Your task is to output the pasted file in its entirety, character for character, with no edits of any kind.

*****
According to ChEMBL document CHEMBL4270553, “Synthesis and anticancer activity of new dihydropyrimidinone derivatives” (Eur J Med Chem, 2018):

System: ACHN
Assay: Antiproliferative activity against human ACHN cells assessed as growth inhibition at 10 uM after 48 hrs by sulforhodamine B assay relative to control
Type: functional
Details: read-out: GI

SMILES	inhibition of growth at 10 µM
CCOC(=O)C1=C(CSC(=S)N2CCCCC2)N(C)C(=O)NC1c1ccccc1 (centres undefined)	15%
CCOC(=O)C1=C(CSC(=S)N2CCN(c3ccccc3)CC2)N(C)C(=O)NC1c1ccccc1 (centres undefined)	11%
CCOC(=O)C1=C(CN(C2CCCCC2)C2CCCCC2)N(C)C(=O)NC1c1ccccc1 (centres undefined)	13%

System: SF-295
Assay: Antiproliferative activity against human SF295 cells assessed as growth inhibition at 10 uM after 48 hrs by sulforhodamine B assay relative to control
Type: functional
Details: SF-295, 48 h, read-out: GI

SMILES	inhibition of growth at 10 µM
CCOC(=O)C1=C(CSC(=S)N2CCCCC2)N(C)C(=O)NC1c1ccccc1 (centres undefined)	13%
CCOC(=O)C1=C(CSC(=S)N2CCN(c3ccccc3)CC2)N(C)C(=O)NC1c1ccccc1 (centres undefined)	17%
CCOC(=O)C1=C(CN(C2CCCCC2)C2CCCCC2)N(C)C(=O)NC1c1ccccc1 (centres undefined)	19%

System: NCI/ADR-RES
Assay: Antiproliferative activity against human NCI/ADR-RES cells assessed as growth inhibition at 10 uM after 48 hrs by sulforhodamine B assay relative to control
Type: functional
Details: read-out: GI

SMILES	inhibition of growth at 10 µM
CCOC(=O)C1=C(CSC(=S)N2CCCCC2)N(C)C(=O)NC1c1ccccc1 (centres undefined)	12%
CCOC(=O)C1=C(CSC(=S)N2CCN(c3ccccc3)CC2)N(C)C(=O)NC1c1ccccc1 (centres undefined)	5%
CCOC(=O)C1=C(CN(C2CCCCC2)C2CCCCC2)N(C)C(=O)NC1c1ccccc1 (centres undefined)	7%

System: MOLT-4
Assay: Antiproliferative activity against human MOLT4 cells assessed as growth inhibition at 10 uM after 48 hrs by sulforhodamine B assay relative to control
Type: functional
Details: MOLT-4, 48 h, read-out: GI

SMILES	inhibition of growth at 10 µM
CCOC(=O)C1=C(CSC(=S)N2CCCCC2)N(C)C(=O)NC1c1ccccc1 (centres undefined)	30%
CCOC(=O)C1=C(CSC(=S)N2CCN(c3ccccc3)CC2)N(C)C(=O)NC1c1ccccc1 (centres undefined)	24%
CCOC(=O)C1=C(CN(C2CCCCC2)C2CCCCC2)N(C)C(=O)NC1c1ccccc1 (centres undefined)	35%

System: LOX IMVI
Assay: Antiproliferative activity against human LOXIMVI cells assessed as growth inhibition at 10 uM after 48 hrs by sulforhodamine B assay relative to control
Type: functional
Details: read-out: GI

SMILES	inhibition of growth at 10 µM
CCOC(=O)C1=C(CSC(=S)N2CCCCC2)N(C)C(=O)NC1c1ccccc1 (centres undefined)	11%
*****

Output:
According to ChEMBL document CHEMBL4270553, “Synthesis and anticancer activity of new dihydropyrimidinone derivatives” (Eur J Med Chem, 2018):

System: ACHN
Assay: Antiproliferative activity against human ACHN cells assessed as growth inhibition at 10 uM after 48 hrs by sulforhodamine B assay relative to control
Type: functional
Details: read-out: GI

SMILES	inhibition of growth at 10 µM
CCOC(=O)C1=C(CSC(=S)N2CCCCC2)N(C)C(=O)NC1c1ccccc1 (centres undefined)	15%
CCOC(=O)C1=C(CSC(=S)N2CCN(c3ccccc3)CC2)N(C)C(=O)NC1c1ccccc1 (centres undefined)	11%
CCOC(=O)C1=C(CN(C2CCCCC2)C2CCCCC2)N(C)C(=O)NC1c1ccccc1 (centres undefined)	13%

System: SF-295
Assay: Antiproliferative activity against human SF295 cells assessed as growth inhibition at 10 uM after 48 hrs by sulforhodamine B assay relative to control
Type: functional
Details: SF-295, 48 h, read-out: GI

SMILES	inhibition of growth at 10 µM
CCOC(=O)C1=C(CSC(=S)N2CCCCC2)N(C)C(=O)NC1c1ccccc1 (centres undefined)	13%
CCOC(=O)C1=C(CSC(=S)N2CCN(c3ccccc3)CC2)N(C)C(=O)NC1c1ccccc1 (centres undefined)	17%
CCOC(=O)C1=C(CN(C2CCCCC2)C2CCCCC2)N(C)C(=O)NC1c1ccccc1 (centres undefined)	19%

System: NCI/ADR-RES
Assay: Antiproliferative activity against human NCI/ADR-RES cells assessed as growth inhibition at 10 uM after 48 hrs by sulforhodamine B assay relative to control
Type: functional
Details: read-out: GI

SMILES	inhibition of growth at 10 µM
CCOC(=O)C1=C(CSC(=S)N2CCCCC2)N(C)C(=O)NC1c1ccccc1 (centres undefined)	12%
CCOC(=O)C1=C(CSC(=S)N2CCN(c3ccccc3)CC2)N(C)C(=O)NC1c1ccccc1 (centres undefined)	5%
CCOC(=O)C1=C(CN(C2CCCCC2)C2CCCCC2)N(C)C(=O)NC1c1ccccc1 (centres undefined)	7%

System: MOLT-4
Assay: Antiproliferative activity against human MOLT4 cells assessed as growth inhibition at 10 uM after 48 hrs by sulforhodamine B assay relative to control
Type: functional
Details: MOLT-4, 48 h, read-out: GI

SMILES	inhibition of growth at 10 µM
CCOC(=O)C1=C(CSC(=S)N2CCCCC2)N(C)C(=O)NC1c1ccccc1 (centres undefined)	30%
CCOC(=O)C1=C(CSC(=S)N2CCN(c3ccccc3)CC2)N(C)C(=O)NC1c1ccccc1 (centres undefined)	24%
CCOC(=O)C1=C(CN(C2CCCCC2)C2CCCCC2)N(C)C(=O)NC1c1ccccc1 (centres undefined)	35%

System: LOX IMVI
Assay: Antiproliferative activity against human LOXIMVI cells assessed as growth inhibition at 10 uM after 48 hrs by sulforhodamine B assay relative to control
Type: functional
Details: read-out: GI

SMILES	inhibition of growth at 10 µM
CCOC(=O)C1=C(CSC(=S)N2CCCCC2)N(C)C(=O)NC1c1ccccc1 (centres undefined)	11%